I’ve been waiting for this exact day since December. I’m on the Cape with the boys and no plans other than to acquire tan lines. I’ve relaxed all of the rules so that parenting has morphed into detached bemusement. When Teddy tattles on Brodie for thwacking him with a golf club, I’m too blissed out on my screened porch in a summery breeze to offer anything other than, “Who wants cupcakes?” It actually has the same effect as sequestering them to opposite sides of the house: no more thwacking… but with the added bonus of cupcakes.
The regularly scheduled parenting program will return shortly. Teddy needs to be cured of a bad “yeah” habit, and the ethnic accents he learned on YouTube (thanks, Alice) are going to get all of us into trouble. Abusing sporting equipment as weaponry will be a punishable offence, and the cartoon network, verboten. Soon I’ll be tricking them into solving all sorts of math problems. But today… a short nap, a little more wine.
Earlier this week, my father took mom home. My mother has been at my side for two out of every three weeks since The Diagnosis, but the time has come for me to return her to her husband and life. Grandma Karen has officially completed her laundry-folding, dishwasher-filling, grocery store-running, little boy-chauffeuring call of duty. I haven’t written about my mom, having no idea how to describe how vital she has been to all of us without sounding precious. But even Bernie thinks we should start inventing excuses why she needs to come back. I don’t know more than a handful of men who would happily endorse mother-in-law visits in the absence of tragedy, but Bernie’s whips up a mean hot toddy to cure all that ails and tells him every single morning how handsome and wonderful he is. A man can get used to that.
My mother is essentially All Things Pretty. With her professionally styled hair and never-chipped nails, Mom is perennially ready for the prom. She wears heels to the Star Market and would never leave the house without an umbrella, lest an unplanned drizzle undo her pricy blow-out. (I have a sneaking suspicion that her weather obsession is entirely hair-related.) Mom taught me to dress well for travel, to invest in beautiful evening shoes, to plant flowers everywhere, and to be generous in my definition of cocktail hour. Multiple piercings, exposed bra straps, open car windows, and clogs are anathema to Mom, and she can be harsh in her criticism of things that she considers unlovely. And yet, she faithfully, fearlessly served the House of Ugly without a judgmental peep.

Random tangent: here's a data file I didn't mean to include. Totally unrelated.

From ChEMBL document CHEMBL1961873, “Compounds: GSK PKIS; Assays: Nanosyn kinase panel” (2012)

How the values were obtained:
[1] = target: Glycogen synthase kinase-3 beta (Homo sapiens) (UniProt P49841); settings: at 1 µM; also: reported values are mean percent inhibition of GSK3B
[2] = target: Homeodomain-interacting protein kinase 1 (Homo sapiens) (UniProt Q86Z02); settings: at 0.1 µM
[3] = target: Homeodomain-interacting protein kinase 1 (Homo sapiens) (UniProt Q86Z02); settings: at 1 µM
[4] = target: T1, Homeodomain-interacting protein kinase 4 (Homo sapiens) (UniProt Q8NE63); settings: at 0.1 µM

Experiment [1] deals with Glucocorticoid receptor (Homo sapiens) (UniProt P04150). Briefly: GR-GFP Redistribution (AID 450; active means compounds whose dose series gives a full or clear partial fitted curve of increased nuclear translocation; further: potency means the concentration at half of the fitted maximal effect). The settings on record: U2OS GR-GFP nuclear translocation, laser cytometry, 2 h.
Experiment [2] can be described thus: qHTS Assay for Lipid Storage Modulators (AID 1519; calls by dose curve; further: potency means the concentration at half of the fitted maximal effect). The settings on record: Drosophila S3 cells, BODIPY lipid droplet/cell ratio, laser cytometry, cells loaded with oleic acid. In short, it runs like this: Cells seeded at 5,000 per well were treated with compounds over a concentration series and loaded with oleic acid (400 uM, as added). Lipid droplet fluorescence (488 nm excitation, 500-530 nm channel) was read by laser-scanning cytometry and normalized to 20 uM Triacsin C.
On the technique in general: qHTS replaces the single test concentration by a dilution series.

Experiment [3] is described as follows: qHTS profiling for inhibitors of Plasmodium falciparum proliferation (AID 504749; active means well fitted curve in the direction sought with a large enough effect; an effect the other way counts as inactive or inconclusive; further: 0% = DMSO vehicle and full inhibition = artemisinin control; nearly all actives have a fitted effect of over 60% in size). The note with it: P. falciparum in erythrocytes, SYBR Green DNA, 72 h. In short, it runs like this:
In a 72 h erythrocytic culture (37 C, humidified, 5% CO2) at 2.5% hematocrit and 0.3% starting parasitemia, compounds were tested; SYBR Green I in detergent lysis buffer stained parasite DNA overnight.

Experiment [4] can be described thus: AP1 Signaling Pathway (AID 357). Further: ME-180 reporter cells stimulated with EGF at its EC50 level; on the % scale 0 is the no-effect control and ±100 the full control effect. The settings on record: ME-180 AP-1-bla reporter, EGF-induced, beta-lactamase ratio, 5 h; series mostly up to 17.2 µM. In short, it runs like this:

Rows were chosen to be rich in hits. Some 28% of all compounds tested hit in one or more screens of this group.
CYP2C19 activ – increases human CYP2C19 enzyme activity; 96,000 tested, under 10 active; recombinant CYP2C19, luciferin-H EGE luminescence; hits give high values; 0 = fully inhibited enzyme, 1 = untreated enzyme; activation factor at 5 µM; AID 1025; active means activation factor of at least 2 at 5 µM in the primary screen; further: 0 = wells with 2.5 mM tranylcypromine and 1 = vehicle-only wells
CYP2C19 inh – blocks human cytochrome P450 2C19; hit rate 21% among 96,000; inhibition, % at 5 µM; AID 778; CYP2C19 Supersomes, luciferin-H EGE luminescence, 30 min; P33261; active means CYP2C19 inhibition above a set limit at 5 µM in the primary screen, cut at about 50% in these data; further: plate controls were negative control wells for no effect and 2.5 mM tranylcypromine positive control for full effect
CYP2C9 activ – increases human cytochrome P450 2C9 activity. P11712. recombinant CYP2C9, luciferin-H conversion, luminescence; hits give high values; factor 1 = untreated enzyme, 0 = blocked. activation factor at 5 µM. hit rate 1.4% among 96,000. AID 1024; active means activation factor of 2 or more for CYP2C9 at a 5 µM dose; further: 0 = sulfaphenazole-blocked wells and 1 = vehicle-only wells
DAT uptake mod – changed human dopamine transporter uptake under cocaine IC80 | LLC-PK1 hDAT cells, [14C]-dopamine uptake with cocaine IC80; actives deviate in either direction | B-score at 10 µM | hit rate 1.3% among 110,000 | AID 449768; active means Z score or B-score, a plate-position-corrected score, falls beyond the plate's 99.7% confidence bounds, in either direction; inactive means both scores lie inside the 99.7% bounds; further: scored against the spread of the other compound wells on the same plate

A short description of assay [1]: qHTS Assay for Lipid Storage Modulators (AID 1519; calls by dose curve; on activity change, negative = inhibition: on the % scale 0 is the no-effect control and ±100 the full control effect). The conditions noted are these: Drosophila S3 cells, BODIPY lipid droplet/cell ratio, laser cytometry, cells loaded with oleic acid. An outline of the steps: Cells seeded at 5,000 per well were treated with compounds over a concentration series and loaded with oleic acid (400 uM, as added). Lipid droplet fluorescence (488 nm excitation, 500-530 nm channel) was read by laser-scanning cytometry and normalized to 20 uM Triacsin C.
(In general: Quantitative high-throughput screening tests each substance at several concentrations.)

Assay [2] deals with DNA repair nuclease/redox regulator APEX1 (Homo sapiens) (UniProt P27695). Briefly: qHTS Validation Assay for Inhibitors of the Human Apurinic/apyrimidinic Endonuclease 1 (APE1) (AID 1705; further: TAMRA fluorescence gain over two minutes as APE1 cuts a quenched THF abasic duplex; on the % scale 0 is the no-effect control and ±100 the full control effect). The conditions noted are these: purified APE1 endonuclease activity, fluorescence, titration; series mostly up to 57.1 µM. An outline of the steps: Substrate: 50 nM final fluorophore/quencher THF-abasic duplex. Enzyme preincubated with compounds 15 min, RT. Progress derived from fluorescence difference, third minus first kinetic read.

I could devote an entire chapter to Cancer Silver Linings, but one of the brightest would be that my boys were so often under the loving, beautiful care of my mother. Among the best of the (many, many) things Mom did well was to continue being Grandma. In my energy-zapped absence, she checked homework for errors and toothbrushes for evidence of use and many of the other daily drills of Mommy… all without acquiring the less fun trappings of the job. In six months, during which her own little girl felt ill and unattractive, Grandma Karen never once seemed frustrated with the always something demands of small boys. Instead, she remained quintessentially Grandma: offering after-school ice cream, another game of cards, or permission to eat crumbly things in front of the TV. Her bed became the primary destination for wandering boys with bad dreams. There have been moments when the boys were as eager for a lull in the parade of helpful relatives as I have been for longer hair. However when we began talking about Grandma going back to Pennsylvania, my boys didn’t ask “when” she’d be leaving, but “how come?”
Grandma Karen turns 70 tomorrow. She and her twin sister, Sharon (The Teeny Twin Grandmas) will be overdressing for fancy, wine-fueled lunches followed by shopping for pretty, pretty things in Beaufort, SC. It’s too adorable imagining them teetering on their insensible shoes and finishing each other’s sentences on the hunt for ramekins and bobeches and other girly things with ridiculous names. I’m thrilled she’ll be able to celebrate 140 collective years of twin sisterhood without the distraction of thwacking grandsons, and the liberation of being loved and missed, but no longer vitally needed. Knowing these gals will certainly avoid the unwanted calories of birthday sweets in favor of more celebratory spirits, we’ll eat cupcakes in their honor up here. I’ll be toasting mom with my own bubbly beverage, too, ever grateful for her devoted Grandma duty and daily reminders of All Things Pretty in the world… as she personifies them.